Looking to defend yourself against CBNA and their claims that you owe a debt? Federal law provides you with protection—you just need to take action and exercise your rights.
We make it easy with a downloadable template you can send to CBNA demanding more information about the debt. Get started below.
Table of Contents
What is CBNA?
CBNA stands for Credit Bureau of North America. CBNA was a debt collection agency that was founded in 1998 and stopped operating in most states in 2011. 1 They frequently operated as CBNA, LLC and officially switched to that name in 2010. 2
Other companies that use the CBNA acronym
Credit Bureau of North America isn’t the only organization that uses the acronym “CBNA.” Items on your credit report labeled CBNA may also refer to:
- Citibank North America
- Community Bank, North America
- Comenity Bank, North America
If you see CBNA on your credit report, review the item carefully to make sure you understand which company it’s associated with.
A CBNA collection account on your credit report is more likely to have come from Credit Bureau of North America because it’s a debt collection agency. Conversely, a hard inquiry is more likely to have come from one of the other organizations listed above, because they’re lenders that conduct inquiries before extending new lines of credit to people. (Citibank North America is the largest company out of the three, so they’re the most likely candidate.)
Who did CBNA collect for?
According to court filings and other records, Credit Bureau of North America bought various consumer debts from financial institutions like American General Financial Services (now OneMain Financial Services). 3 4
CBNA collected debt from auto loans and other credit obligations. 3 5
Was CBNA a scam?
No, Credit Bureau of North America wasn’t a scam. They were a legitimate collections agency. However, CBNA did receive a number of complaints and lawsuits for violating consumer rights. 3
It’s also important to note that even though CBNA has stopped operating, scammers may still pose as them.
If someone claiming to represent CBNA calls you and tries to collect a debt, be very careful. Wait for written confirmation of the debt before you consider paying anything, and be sure to ask questions during the call to clarify what they’re claiming their relationship was with CBNA.
What happens when debt collectors go out of business?
CBNA may still appear on your credit report even though they’re no longer in business. This has several implications for your finances and credit.
How CBNA can still appear on your credit report
CBNA can appear as a collection item on your credit report for up to seven years, even though the business is no longer in operation. 6
Items like this remain on your credit report for a simple reason. Your credit report shows records of your debts and credit activity, and it’s mainly used by lenders and other interested parties to assess your creditworthiness.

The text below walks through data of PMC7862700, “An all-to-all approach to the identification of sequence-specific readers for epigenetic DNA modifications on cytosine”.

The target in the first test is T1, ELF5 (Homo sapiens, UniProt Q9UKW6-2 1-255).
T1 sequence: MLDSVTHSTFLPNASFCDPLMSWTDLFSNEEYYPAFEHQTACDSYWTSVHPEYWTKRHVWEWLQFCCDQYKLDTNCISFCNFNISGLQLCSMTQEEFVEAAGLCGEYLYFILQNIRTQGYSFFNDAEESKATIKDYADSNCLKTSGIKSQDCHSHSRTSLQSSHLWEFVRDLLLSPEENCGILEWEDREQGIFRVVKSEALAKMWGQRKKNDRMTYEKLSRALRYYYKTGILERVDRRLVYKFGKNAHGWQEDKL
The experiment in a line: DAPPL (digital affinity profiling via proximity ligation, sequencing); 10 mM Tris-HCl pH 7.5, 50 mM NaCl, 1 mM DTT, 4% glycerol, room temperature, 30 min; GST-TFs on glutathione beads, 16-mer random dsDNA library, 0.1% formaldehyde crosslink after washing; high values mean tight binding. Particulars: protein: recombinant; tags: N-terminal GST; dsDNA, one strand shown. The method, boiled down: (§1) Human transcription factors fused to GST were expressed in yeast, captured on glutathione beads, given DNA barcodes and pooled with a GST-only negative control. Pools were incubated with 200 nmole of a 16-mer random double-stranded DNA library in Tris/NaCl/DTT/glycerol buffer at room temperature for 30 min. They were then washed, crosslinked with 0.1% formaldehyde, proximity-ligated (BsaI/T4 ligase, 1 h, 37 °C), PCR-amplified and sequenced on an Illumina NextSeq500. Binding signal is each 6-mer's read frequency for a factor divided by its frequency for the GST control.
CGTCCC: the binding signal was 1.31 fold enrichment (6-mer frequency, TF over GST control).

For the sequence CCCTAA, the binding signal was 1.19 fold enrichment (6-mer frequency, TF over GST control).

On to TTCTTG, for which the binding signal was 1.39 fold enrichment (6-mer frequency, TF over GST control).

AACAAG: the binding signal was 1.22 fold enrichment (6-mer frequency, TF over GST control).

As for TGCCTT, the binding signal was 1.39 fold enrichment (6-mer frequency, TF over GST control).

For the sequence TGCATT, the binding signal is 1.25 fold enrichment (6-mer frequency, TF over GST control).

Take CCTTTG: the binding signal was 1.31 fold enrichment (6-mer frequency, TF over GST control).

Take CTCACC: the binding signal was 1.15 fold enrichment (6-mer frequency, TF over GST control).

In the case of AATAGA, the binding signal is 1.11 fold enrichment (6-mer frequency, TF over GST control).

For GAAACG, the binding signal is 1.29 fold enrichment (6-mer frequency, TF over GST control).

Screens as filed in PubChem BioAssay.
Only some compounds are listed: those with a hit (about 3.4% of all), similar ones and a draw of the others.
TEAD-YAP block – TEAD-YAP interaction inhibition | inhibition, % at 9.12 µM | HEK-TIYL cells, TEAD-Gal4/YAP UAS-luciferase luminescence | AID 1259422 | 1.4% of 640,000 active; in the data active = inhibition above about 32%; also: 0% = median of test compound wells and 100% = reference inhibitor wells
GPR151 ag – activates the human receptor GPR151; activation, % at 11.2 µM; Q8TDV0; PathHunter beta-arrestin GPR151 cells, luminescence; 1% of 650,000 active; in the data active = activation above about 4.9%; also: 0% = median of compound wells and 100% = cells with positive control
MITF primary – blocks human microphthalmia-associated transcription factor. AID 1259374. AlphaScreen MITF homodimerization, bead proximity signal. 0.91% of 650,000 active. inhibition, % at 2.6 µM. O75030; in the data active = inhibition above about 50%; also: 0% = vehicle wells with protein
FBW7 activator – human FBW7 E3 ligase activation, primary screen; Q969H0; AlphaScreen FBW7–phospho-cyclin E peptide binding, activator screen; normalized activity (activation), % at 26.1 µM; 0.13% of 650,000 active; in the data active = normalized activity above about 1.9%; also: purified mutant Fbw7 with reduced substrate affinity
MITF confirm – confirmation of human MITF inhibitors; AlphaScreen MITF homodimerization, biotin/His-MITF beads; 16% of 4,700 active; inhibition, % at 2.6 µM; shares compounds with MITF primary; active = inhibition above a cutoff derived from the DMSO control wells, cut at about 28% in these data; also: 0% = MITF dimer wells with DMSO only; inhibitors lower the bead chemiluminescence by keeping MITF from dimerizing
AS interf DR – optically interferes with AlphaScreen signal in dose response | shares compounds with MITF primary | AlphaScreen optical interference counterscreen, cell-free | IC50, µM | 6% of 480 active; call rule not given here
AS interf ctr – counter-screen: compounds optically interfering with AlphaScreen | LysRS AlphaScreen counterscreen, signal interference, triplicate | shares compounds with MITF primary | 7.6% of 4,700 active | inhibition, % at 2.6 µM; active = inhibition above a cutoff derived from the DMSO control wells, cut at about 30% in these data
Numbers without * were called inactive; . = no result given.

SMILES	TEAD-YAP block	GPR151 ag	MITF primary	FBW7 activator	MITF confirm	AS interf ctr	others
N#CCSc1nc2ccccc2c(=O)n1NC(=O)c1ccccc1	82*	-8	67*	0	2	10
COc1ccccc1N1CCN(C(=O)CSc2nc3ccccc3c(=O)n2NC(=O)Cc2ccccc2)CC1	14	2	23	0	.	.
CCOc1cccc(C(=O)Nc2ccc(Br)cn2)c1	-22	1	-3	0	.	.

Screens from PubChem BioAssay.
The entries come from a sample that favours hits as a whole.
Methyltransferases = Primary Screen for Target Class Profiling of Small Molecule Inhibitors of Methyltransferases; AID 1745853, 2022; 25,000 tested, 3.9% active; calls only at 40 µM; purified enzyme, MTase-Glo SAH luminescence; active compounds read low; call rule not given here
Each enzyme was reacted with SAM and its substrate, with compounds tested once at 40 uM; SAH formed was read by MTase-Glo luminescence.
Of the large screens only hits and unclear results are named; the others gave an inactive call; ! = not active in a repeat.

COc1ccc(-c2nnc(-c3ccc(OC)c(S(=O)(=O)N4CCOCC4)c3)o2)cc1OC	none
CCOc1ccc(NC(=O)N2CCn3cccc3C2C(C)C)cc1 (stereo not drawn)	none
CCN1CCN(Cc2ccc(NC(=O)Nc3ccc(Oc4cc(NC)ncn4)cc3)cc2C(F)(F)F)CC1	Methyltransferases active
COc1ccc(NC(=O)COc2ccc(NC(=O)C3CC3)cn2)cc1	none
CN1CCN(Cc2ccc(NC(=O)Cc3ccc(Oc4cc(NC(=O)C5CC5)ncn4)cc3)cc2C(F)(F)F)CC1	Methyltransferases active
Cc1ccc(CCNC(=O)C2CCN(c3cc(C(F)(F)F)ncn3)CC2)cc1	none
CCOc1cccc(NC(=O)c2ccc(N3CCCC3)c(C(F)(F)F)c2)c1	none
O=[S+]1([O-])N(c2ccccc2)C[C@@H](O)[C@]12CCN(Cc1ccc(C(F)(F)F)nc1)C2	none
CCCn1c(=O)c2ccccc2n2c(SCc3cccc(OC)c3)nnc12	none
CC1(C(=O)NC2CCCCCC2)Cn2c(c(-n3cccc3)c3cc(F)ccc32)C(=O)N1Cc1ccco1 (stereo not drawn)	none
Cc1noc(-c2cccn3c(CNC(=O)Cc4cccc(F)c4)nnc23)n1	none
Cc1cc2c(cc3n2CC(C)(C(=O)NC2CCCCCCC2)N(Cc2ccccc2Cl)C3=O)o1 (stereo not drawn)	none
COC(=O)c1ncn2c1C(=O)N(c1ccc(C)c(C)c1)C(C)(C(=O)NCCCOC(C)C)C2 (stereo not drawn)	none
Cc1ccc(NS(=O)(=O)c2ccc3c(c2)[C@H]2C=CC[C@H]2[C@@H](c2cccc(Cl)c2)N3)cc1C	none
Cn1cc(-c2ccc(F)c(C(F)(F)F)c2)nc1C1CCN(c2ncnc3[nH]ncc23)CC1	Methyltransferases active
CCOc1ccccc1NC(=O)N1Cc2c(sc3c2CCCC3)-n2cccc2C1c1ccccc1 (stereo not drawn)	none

Accordingly, even after you close an account or pay off a debt, derogatory items like late payments and collection accounts remain on your credit report for years so that individuals and businesses can assess your risk as a borrower.
Ultimately, information will stay on your credit report until one of the following things happens:
- The reporting period ends (this is 7 years for most derogatory items, except for some types of bankruptcy, which can reach 10 years). 6
- The data-furnishing company (in your case, CBNA) tells the credit bureau(s) to remove the account from their records.
Unless CBNA has updated your account records with the credit bureaus, the collection item will remain on your account for seven years.
You may still have to repay the debt
Even though CBNA is no longer in operation, there is still a chance you’ll have to repay the debt—just not to the same company. It’s not uncommon for debts to be sold or transferred from one debt collection agency to another. The process can sometimes take a while, so debts that you thought were settled can sometimes show up years later.
Fortunately, the uncertainty regarding who currently owns your debt may make it easier to get the CBNA collection account removed from your credit report.
How to get CBNA off your credit report
If your credit score is suffering as a result of CBNA debt, then don’t worry. You have two options for getting their collection accounts off your credit report.
1. Send a credit dispute letter to the three credit bureaus
In accordance with the Fair Credit Reporting Act, the three major credit bureaus (Experian, Equifax, and TransUnion) are required to delete disputed information on consumer credit reports if the information is inaccurate or cannot be verified. 6
If you dispute the items on your credit report by sending a letter to the bureaus reporting your CBNA debt, they have 30 days to obtain evidence that the debt is valid and belongs to you. If they’re unable to do so (which is likely, considering CBNA is no longer in business), then they’ll have to delete the collection account from your credit report. 6
The credit bureaus also need to delete the collection account from your credit report if the debt is past its statute of limitations.
2. Get help from a credit repair company
If you don’t have success filing a credit dispute or you just need some assistance, then find a credit repair expert who can remove CBNA collection items from your credit report for you. This can save you time and help you avoid the frustration of trying to remove their negative marks on your own.